I wonder if anyone has done an analysis of this type of funding in terms of its opportunity costs? It is interesting the Quebeckers oppose Charest's tax cuts. The whole idea of tax cuts as I see it is just to make it difficult if not impossible to expand government social services.
Take it or they will come
>by Rick Salutin
June 8, 2007
On Monday, the city council of Sarnia, an Ontario border city of 80,000 with some oil refineries, voted 6-3 not to take $120,000 from the Harper government to fund a counterterrorism plan for their buses. Mayor Mike Bradley came out against the idea last Friday, calling it ludicrous. Sarnia's bridges and refineries are secured; this was just for the buses. Still, it was “tricky,” he says, since no one wants to look unvigilant on terror. It was a one-day story with a bounce, maybe another half a day. But like everything, it connects to everything.
For me, it resonated because I recalled that a Sarnia native, 37-year-old Corporal Brent Poland, died in Afghanistan in April, and a Sarnia councillor had said, “I guess we've really learned the price of freedom.” I wondered then what he could mean, or have thought he meant.
On Tuesday, CBC Radio's Carol Off, on As It Happens, asked the mayor if he'd have taken the money if it weren't for $40,000 that Sarnia would have had to kick in. He said no, because there was no way to “justify” it. Was that just fast footwork on his part? I don't think so. “Have you seen Bowling for Columbine? ” he asked on the phone yesterday. It turns out he's the Canadian mayor in Michael Moore's film about how U.S. gun violence is rooted in a culture of fear. “Those things were linked even in 2002, ” when the film was made, he says. “It's the same climate of fear.”
The way you fight fear, he thinks, is by striking at its real sources in people's lives, such as deprivation and inequality. You do that through social policies. Then he cites Bruce Springsteen—“no one wins unless everyone wins, ” as he had in the film. Springsteen is huge for him. He has served 19 years as mayor, he says, with Springsteen as “the soundtrack. ” When he met Toronto Mayor David Miller, he said it was like meeting a rock star. Mayor Miller asked which one, and he charitably answered, The Boss.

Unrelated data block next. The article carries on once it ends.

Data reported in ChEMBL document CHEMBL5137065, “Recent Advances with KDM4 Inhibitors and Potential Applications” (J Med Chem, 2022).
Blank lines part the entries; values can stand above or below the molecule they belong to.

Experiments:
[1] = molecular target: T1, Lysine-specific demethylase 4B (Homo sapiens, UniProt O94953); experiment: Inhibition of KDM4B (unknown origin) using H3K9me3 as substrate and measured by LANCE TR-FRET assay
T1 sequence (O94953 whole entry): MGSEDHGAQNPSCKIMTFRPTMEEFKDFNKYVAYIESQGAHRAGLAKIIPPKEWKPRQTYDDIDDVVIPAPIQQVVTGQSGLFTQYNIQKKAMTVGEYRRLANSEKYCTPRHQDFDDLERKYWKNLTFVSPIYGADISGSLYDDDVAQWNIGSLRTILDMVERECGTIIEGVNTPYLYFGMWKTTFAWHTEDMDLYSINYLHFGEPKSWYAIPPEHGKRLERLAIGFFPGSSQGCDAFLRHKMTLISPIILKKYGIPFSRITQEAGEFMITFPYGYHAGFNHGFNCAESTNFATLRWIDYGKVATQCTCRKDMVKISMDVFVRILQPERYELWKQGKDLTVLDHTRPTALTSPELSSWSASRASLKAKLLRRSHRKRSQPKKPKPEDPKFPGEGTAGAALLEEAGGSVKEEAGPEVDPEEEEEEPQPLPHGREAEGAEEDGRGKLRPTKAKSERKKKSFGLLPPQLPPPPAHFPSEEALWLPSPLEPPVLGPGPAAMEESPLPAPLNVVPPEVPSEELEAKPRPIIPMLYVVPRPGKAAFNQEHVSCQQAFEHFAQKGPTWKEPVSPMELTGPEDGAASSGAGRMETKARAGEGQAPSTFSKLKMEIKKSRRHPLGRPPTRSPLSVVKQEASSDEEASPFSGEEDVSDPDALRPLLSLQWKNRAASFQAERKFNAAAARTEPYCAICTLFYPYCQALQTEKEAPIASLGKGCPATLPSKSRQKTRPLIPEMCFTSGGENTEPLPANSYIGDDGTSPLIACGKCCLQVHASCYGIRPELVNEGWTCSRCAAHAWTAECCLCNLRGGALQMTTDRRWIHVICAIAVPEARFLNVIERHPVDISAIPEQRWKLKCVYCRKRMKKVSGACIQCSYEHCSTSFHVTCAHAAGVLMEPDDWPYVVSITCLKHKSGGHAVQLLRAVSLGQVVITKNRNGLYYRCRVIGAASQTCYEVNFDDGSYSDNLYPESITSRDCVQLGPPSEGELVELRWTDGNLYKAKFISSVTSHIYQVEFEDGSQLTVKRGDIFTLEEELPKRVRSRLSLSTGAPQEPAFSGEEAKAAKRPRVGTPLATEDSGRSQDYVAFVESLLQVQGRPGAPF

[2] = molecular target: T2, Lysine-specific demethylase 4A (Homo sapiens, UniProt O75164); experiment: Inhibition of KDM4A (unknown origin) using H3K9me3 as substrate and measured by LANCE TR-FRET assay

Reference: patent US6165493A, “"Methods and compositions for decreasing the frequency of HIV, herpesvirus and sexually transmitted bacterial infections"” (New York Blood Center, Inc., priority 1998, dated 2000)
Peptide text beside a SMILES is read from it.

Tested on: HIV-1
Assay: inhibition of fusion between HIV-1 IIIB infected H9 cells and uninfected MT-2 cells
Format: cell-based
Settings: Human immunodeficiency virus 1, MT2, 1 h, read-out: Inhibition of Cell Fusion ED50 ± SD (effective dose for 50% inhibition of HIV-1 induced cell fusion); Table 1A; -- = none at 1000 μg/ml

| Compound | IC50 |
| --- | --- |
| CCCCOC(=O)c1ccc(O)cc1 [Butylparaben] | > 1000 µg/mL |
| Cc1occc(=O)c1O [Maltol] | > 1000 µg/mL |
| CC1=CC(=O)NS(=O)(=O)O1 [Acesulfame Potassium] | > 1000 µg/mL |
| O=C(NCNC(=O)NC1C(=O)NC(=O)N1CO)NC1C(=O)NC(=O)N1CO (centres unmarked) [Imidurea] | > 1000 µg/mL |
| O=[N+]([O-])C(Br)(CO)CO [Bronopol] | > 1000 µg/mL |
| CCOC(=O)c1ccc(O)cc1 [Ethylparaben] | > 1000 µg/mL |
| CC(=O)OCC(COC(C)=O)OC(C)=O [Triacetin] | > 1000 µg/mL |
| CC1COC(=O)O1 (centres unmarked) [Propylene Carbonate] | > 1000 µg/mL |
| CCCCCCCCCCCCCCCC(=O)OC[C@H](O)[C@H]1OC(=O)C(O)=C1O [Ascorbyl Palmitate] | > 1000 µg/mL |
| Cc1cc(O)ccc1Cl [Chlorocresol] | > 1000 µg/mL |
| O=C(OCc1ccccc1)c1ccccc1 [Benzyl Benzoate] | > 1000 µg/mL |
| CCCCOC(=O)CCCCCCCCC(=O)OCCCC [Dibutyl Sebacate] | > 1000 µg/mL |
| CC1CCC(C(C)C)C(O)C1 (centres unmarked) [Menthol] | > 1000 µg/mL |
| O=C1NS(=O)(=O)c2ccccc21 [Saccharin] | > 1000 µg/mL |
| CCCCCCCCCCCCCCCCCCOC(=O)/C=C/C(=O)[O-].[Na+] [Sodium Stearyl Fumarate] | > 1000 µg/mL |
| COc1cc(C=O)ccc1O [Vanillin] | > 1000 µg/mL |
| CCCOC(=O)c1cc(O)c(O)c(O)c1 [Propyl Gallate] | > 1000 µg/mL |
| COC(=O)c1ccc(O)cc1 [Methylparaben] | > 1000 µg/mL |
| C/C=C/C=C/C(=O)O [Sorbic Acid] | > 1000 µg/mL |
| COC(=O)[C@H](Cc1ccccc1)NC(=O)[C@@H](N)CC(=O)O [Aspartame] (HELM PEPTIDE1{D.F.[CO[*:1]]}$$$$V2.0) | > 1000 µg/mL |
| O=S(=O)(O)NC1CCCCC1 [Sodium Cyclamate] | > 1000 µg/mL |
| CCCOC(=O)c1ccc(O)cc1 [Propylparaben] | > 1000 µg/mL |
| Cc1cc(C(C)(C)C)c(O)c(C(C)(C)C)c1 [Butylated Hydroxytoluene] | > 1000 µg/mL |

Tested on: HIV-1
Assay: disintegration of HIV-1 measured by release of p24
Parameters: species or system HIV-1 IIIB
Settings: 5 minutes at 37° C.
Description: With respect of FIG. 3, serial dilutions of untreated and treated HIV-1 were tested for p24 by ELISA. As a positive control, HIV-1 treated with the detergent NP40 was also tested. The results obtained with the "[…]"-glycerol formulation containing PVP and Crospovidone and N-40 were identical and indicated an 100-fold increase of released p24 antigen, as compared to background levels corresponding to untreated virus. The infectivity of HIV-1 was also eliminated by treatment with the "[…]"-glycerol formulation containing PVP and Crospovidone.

It's about taxes, too, he says, and using them intelligently. Last week, Quebec Premier Jean Charest voiced shock that Quebeckers massively oppose his plan to take almost $1-billion in federal money and give it back to them in tax breaks. They want it used for education and health care, instead. Only in Quebec, he moaned, as if his people are uniquely stunted. Yet, clearly for them, taxes aren't something you just want back; they're a resource to use for things you can't acquire individually— like Quebec's public, affordable child-care program, which is a role model for how to spend public money smartly. Anti-terror planning for small-town bus routes is not.
(Lethbridge Mayor Bob Tarleck, on the other hand, took the Harper bus money and told the CBC that any city that didn't do so has issued an “open invitation” to terrorists. Take It Or They Will Come. “If any terrorist is listening,” he said, “I'd discourage them from coming to Lethbridge.”).
But is there also a link between the death of Cpl. Poland (and of another local soldier last year in Afghanistan) and rejecting the bus money? Mayor Bradley says not. And the Poland family explicitly said they don't want his death to undermine the Canadian military mission there. So I'm the one making this link, which is, as the mayor might say, tricky.
Yet, I can't help wondering if people in Sarnia and elsewhere might start to ask whether they and their children are really paying the price of freedom, or rather of a whipped-up and ludicrous hysteria that contributes to and even creates what it fears most. We send our troops there, who mean well but seem to inevitably kill civilians and innocents, creating rage and rancour that lead to more Canadian deaths there and possibly here, too, as some think: Those Westerners will only leave us in peace if the terror reaches them at home. Was voting down the bus money an indirect (or unconscious) way to raise that delicate issue and avoid further Canadian deaths?
Originally published in The Globe and Mail, Rick Salutin's column usually appears every Friday.